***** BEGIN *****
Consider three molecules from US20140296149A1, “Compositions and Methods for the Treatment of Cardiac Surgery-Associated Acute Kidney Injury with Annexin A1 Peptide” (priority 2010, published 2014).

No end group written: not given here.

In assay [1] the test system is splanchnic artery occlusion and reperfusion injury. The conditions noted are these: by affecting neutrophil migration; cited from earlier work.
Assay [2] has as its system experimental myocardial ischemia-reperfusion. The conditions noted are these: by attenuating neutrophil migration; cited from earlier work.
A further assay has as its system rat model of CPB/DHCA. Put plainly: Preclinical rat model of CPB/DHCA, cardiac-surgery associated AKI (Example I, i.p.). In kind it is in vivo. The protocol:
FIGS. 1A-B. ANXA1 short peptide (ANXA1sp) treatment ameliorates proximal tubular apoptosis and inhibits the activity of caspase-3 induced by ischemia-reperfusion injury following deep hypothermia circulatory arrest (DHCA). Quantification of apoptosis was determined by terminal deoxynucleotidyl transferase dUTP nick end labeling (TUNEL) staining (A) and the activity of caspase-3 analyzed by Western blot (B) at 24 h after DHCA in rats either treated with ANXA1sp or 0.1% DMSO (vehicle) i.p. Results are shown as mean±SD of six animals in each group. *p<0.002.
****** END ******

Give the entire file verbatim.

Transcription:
Consider three molecules from US20140296149A1, “Compositions and Methods for the Treatment of Cardiac Surgery-Associated Acute Kidney Injury with Annexin A1 Peptide” (priority 2010, published 2014).

No end group written: not given here.

In assay [1] the test system is splanchnic artery occlusion and reperfusion injury. The conditions noted are these: by affecting neutrophil migration; cited from earlier work.
Assay [2] has as its system experimental myocardial ischemia-reperfusion. The conditions noted are these: by attenuating neutrophil migration; cited from earlier work.
A further assay has as its system rat model of CPB/DHCA. Put plainly: Preclinical rat model of CPB/DHCA, cardiac-surgery associated AKI (Example I, i.p.). In kind it is in vivo. The protocol:
FIGS. 1A-B. ANXA1 short peptide (ANXA1sp) treatment ameliorates proximal tubular apoptosis and inhibits the activity of caspase-3 induced by ischemia-reperfusion injury following deep hypothermia circulatory arrest (DHCA). Quantification of apoptosis was determined by terminal deoxynucleotidyl transferase dUTP nick end labeling (TUNEL) staining (A) and the activity of caspase-3 analyzed by Western blot (B) at 24 h after DHCA in rats either treated with ANXA1sp or 0.1% DMSO (vehicle) i.p. Results are shown as mean±SD of six animals in each group. *p<0.002.